Spotlight on the Young Professionals in the Aftermarket Committee’s new Chair, Patrick Verriet

June 13, 2022

The new Chair of the Young Professionals in the Aftermarket Committee (YPA), Patrick Verriet, has always thought of the aftermarket as something like an onion. “You’ve got to peel back a little bit to see what you can do in it.”

Patrick himself has more than a few layers, as well. A Key Account Manager with MANN+HUMMEL Filtration Technology, he has over 18 years of leadership, sales, and customer service experience. While his new position with the YPA Committee finds him mentoring young aftermarket professionals, he previously guided Canada’s future leaders in the Canadian Cadet program, serving 14 years in the Canadian Armed Forces Reserves.

He is a member of the Canadian Professional Sales Association, the Automotive Industries Association of Canada, and has been a member of the YPA Committee since 2017.

A father, raising two growing boys with his wife in the Niagara Region of Ontario, Patrick is also an avid cyclist who likes to give back to his community. Through all that, he still found time to graduate from the Leadership 2.0 program and earn his Automotive Aftermarket Professional Designation from Northwood University, in March of this year.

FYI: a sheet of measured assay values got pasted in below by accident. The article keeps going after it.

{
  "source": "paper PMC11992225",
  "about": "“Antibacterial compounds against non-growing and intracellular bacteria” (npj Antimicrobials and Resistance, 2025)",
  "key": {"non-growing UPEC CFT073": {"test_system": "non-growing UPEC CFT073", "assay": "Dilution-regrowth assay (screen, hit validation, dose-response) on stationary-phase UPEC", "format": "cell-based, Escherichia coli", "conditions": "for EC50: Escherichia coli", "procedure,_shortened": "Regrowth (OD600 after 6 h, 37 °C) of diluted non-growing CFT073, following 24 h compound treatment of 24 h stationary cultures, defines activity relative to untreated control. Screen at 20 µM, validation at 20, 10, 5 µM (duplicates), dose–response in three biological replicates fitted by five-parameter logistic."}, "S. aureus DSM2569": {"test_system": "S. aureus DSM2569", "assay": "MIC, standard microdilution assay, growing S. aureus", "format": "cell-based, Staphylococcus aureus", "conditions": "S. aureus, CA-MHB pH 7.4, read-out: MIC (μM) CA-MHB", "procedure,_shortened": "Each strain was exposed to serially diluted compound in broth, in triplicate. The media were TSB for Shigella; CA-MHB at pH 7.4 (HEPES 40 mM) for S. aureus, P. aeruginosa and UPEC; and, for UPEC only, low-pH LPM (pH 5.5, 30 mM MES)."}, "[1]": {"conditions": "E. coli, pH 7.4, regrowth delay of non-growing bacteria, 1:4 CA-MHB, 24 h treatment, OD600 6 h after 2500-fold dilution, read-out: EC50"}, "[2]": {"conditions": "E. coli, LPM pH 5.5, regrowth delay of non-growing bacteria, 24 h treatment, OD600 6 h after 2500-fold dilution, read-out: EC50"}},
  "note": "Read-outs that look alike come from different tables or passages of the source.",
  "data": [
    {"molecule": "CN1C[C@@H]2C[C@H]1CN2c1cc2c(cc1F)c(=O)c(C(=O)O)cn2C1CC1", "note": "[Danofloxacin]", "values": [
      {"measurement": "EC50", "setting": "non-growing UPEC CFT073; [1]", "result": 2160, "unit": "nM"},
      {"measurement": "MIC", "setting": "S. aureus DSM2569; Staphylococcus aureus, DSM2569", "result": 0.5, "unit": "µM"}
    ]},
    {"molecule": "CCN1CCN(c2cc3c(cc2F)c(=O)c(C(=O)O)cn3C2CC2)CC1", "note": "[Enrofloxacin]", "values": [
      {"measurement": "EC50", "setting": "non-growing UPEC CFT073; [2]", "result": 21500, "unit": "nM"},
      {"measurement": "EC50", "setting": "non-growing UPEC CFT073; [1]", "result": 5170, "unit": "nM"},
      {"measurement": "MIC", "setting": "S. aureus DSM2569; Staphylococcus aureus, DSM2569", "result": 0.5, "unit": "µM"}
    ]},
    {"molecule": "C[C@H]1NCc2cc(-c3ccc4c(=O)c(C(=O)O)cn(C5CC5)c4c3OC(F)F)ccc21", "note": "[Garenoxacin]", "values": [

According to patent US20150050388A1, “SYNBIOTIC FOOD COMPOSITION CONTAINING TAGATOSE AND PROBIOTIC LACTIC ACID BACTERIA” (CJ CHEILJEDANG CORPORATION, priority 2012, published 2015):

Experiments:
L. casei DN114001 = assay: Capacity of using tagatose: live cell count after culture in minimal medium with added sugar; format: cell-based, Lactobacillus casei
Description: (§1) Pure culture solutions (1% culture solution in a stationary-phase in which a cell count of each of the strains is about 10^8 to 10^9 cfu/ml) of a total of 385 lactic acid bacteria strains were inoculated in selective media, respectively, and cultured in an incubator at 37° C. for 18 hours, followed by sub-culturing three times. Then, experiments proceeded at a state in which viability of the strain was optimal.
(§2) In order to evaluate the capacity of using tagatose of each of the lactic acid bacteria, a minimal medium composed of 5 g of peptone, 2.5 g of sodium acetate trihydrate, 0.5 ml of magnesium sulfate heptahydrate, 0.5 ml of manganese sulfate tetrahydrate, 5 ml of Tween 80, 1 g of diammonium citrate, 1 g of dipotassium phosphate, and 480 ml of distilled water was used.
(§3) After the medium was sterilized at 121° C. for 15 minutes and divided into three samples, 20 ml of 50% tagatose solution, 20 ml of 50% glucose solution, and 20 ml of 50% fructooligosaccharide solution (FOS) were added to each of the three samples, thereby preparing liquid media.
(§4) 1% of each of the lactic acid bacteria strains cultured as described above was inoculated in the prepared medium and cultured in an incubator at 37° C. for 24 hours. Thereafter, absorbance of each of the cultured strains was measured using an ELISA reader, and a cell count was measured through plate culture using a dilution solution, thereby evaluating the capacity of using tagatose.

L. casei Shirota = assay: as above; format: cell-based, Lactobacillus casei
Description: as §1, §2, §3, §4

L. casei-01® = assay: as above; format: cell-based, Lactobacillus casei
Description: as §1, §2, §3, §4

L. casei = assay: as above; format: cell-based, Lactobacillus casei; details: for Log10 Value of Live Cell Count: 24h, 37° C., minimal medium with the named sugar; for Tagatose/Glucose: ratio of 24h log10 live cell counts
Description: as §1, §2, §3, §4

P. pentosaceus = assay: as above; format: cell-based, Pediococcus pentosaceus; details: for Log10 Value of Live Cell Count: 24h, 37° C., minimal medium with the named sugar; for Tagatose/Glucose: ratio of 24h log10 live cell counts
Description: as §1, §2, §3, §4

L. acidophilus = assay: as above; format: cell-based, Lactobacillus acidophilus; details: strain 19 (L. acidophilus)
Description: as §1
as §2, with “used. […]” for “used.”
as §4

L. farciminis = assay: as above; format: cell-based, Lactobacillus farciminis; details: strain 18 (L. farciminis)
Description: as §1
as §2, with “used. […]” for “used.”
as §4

Given all that, Patrick’s drive and dedication is evident to anyone. It’s that drive and dedication that he looks to bring to his tenure as the YPA Committee chair.

Path to the aftermarket

Even though he came from an automotive aftermarket family — his father worked for Wix Filters in a variety of roles, retiring after 34 years – Patrick wasn’t initially inclined to join the industry. Instead, he studied industrial firefighting protection, which lead to a job in safety equipment sales with Acklands-Grainger.

“My dad had a lot of success in the aftermarket industry but was never one to say, ‘This is what you’re going to do when you get older.’”

But when a position opened at Wix’s parent company, MANN+HUMMEL, Patrick’s father suggested he throw his hat in the ring. “It was a better part of six or seven month before I said, ‘Ok, let’s see where this goes.’” That was back in 2016 and Patrick has been with MANN+HUMMEL ever since.

“It’s probably been the best move I could have made in my career. I’m really enjoying it.”

Attracting talent to the industry